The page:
Chapter 23 – The Revelation of the Scarlet Letter
The congregation spills out from the church at the end of Dimmesdale’s
Election Day Sermon.
His powerful oratory inspires them - words of wisdom from a man they feel is soon to die. The sermon marks the pinnacle of Dimmesdale’s career, he has saved his best sermon to the last, and it has been made in front of the whole congregation and dignitaries of the district. They pay tribute to him by saying, “Never, on New England’s soil has stood a man so honored by his mortal brethren, as the preacher.” There will now be a banquet at the Town Hall, and Dimmesdale suddenly staggers in the procession. He has a deathly look about him.
Several people try to help him, but he makes his way to the scaffold where
Hester stands holding Pearl by the hand.
He calls Hester and Pearl to his side. Chillingworth realizes what is about to happen and tries to stop him. Hester helps him get up onto the scaffold and the crowd watches in amazement. Dimmesdale tells Hester that he is dying and that he must acknowledge his sin. He bears his breast to the crowd, showing the sign of sin. He stands triumphant before the horrified crowd and then he sinks down upon the scaffold. Hester cradles him in her arms, and Chillingworth kneels down and repeats over and over, “Thou hast escaped me!”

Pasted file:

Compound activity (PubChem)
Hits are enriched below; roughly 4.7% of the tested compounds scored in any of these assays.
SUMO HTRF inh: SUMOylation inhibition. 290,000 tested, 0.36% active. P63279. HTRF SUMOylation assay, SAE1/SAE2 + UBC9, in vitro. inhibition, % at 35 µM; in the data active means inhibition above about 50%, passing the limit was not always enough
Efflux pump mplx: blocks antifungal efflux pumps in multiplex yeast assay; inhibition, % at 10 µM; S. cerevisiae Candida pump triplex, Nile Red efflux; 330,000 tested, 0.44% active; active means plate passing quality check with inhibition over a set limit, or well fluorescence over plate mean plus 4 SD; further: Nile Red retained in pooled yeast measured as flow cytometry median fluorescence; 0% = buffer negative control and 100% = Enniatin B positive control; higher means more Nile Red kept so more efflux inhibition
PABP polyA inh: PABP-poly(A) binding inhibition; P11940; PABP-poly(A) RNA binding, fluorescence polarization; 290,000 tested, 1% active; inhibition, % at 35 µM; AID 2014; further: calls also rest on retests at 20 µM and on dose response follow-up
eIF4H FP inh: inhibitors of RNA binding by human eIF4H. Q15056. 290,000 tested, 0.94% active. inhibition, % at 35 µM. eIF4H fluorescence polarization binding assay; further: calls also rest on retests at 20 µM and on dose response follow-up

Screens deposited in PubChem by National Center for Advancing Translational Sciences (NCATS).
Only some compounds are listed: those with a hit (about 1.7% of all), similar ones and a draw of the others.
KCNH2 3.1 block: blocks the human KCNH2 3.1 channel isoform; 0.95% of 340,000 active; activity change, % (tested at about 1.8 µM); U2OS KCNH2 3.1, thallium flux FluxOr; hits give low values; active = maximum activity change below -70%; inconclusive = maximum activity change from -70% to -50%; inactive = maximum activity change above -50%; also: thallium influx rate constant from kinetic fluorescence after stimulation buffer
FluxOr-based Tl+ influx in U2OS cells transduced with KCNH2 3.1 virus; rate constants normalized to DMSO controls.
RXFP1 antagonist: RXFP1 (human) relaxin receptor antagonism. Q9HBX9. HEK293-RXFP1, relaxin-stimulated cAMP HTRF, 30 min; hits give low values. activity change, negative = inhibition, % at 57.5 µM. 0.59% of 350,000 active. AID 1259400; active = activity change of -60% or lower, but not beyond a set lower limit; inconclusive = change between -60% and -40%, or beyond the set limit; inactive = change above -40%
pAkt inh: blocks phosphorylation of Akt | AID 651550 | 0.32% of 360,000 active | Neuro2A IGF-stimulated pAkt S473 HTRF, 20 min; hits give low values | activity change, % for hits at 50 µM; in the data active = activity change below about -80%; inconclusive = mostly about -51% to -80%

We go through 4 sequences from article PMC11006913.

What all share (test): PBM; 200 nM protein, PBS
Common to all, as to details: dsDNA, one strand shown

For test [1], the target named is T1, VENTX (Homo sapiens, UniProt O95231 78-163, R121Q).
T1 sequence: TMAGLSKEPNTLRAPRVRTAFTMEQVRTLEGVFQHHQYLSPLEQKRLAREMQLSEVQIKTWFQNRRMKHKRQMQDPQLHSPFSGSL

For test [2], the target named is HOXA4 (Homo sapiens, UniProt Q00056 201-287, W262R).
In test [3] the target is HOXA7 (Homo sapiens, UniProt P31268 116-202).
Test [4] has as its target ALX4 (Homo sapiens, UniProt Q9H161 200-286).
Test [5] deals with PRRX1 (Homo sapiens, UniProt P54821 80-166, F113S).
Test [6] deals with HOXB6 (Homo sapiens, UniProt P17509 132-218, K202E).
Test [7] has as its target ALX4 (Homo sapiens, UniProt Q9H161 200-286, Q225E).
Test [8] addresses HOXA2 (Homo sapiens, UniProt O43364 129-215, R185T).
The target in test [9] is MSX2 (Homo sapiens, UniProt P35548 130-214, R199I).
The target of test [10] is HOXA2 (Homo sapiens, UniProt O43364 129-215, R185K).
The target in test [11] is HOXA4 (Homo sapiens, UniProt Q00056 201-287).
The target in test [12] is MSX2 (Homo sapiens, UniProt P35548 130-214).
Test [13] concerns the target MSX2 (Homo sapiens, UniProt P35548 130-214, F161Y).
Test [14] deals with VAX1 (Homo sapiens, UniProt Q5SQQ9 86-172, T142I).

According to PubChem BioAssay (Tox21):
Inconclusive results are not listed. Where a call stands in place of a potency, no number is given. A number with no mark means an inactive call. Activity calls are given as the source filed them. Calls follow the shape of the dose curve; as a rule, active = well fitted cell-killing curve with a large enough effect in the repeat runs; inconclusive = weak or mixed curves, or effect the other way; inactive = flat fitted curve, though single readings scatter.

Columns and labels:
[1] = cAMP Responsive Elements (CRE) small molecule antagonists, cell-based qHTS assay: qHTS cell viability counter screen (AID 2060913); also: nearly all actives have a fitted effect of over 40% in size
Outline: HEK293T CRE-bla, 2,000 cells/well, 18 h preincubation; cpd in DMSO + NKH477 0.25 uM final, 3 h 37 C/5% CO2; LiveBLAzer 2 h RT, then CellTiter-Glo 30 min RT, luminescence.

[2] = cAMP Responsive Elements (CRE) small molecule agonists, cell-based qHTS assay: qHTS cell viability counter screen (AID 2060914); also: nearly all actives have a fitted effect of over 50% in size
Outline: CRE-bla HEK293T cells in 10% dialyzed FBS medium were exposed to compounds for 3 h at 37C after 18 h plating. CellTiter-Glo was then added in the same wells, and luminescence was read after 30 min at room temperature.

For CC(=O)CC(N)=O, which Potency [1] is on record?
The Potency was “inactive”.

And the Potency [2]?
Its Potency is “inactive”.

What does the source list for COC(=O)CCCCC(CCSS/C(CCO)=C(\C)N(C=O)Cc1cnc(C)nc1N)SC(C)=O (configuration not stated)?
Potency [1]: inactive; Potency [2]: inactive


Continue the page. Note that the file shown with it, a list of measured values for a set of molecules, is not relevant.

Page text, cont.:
Dimmesdale asks God’s forgiveness for Chillingworth’s sin, and then he turns
to Pearl and asks her for a kiss. She kisses him and cries.
Hester asks Dimmesdale if they will spend eternity together. He replies, “The law we broke! – the sin here so awful revealed! – let these alone be in thy thoughts.” His dying words are, “Praise be His name! His will be done! Farewell!”
This Chapter marks the climax of the story and it is the third scaffold
scene of the book. Again, all the principal characters are present. It begins with Dimmesdale’s triumphant sermon and ends with his death.
His congregation feels that their Minister is a saint.
He has drawn them in only for them to be shattered at his revelation on the scaffold. Just as he is false, so is their Puritan life, and their interpretation of God’s word, which makes them a sect rather than a Christian community.
At the end he has shown great courage in revealing his sin, and has in fact
made a greater sacrifice than Hester.
He has lost his love, his child, his life and his honor. Dimmesdale knows that God sees everything and there is no escape from that fact. An escape to Europe would not put him beyond the reach of God’s knowledge.
It is interesting to note that while he staggers in the procession, he
refuses help from the Reverend Wilson (the church), and from the Governor (the state). He only accepts help from Hester.
Despite the loss he has suffered Dimmesdale still has time to ask God’s
forgiveness for Chillingworth who has been his persistent tormentor.
Chillingworth has lost his final victory. He no longer has Dimmesdale to torment, and to rub salt in the wound, he receives Dimmesdale’s blessing.
Hester feels distraught.
She would have preferred all three of them to die together, for what will she do now?